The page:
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The season of “highest-ever” continues, as monthly electricity generation on the national grid recorded an all-time high of 15.7 billion units. This is 5.4 percent higher year-on-year, which can at best be called “steady” progress, especially considering the period in 2020 was ridden with Covid first wave. In a growing economy, electricity generation growth of 7 percent year-on-year, could be termed natural momentum, and not exemplary growth.

Most of the incremental demand has stemmed from industrial sector, largely as a result of abolishment of peak and off-peak tariff distinctions. This is a healthy sign for the financial health of the energy sector, as industries are the best payers with least losses. That said, increased grid generation may not necessarily be a sign of overall increased power consumption – or at least not as much.

Recall that the government has started to phase out captive power generation by curtailing gas supply, in order to have higher utilization of the grid supply, and rightly so. The demand growth of 7 percent year-on-year on the grid, thus becomes decent, and not a clear-cut sign of higher overall system. The 12-mnth moving average provides a smoother picture, and tells that significant momentum was lost in FY19 and then FY20, for different reasons, and that will take some catching up.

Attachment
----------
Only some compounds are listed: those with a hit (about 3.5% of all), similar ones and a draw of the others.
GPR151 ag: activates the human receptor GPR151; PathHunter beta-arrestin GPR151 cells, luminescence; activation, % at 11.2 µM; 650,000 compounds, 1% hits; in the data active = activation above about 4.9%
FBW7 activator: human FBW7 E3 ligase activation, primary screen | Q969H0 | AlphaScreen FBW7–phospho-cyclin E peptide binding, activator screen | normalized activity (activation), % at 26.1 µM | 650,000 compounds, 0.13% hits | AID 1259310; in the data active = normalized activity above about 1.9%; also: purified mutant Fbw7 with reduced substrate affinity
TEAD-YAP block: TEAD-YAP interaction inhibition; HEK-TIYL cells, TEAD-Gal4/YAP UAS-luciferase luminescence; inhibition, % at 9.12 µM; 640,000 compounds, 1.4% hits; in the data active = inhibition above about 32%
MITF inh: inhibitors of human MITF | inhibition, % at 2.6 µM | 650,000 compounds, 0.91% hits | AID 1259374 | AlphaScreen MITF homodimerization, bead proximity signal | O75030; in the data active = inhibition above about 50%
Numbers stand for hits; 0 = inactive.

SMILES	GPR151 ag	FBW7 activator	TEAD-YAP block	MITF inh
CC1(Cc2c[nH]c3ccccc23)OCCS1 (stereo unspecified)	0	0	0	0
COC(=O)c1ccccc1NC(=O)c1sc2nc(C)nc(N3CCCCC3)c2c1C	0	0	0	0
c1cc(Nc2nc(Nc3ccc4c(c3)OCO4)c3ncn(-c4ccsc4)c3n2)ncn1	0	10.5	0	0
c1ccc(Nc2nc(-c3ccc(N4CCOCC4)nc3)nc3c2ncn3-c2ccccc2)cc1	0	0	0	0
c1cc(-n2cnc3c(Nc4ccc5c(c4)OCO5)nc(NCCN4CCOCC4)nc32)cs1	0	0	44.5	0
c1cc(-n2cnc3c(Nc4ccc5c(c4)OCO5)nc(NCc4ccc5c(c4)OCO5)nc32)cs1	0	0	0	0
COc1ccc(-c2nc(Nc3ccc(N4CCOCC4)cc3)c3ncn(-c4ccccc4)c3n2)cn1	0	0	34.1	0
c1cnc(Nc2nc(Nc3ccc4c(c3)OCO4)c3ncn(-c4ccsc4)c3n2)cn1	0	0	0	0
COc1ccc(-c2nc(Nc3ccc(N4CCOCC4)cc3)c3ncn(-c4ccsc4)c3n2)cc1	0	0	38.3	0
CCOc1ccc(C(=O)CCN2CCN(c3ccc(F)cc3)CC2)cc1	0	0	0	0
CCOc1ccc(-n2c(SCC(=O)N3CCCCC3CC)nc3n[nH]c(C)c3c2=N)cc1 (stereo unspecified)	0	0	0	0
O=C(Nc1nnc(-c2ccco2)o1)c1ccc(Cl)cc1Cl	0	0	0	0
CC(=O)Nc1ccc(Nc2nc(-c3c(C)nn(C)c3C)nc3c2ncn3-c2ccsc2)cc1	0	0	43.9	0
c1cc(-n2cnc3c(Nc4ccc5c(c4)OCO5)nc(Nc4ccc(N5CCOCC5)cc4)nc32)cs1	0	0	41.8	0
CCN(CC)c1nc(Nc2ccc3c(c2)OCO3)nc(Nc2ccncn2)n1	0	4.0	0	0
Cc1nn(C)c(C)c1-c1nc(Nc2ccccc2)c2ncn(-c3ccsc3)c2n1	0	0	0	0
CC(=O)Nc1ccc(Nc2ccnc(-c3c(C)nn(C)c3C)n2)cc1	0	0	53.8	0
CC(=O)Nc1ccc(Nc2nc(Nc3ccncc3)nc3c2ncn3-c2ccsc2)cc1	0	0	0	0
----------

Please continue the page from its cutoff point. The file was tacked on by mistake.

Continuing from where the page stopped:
Now, on to the more critical aspect, i.e. the power generation mix. And that does not read a very good tale. Furnace oil-based generation at 1.6 billion units was the highest in 31 months (recall that Pakistan has time and again announced “zero” FO based generation during this period). The share in generation at 10 percent may not raise many eyebrows, as this may be short-lived. Recall the FSRU dry docking episode, and the resultant need to run plants on FO for a few days.

The nature of government’s own older plants meant FO based generation was going to be higher, in the absence of LNG. Consider that Jamshoro and Northern power units generated power at an average of Rs23 per unit - one-third higher than most other IPPs. Coal based generation did not go up, and remained lower than the highs achieved in March 2021, which raises questions on the authorities’ planning, given the circumstances around limited LNG availability.

The overall fuel cost of generation at Rs6.75 per unit is the highest in recallable memory and necessitates a monthly adjustment of Rs1.47 per unit. Nepra has not been too hard on non-compliance and has been content with warnings, allowing non-merit-based generation on provisional basis, month after month. The peak demand months of August and September would demand more discipline around merit order, or else consumers will continue to pay the price of inefficiency, even at significantly increased reference fuel tariffs.

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